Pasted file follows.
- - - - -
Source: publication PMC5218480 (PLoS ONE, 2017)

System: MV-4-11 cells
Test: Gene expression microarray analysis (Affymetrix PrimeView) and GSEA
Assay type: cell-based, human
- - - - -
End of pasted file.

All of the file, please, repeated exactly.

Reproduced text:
Source: publication PMC5218480 (PLoS ONE, 2017)

System: MV-4-11 cells
Test: Gene expression microarray analysis (Affymetrix PrimeView) and GSEA
Assay type: cell-based, human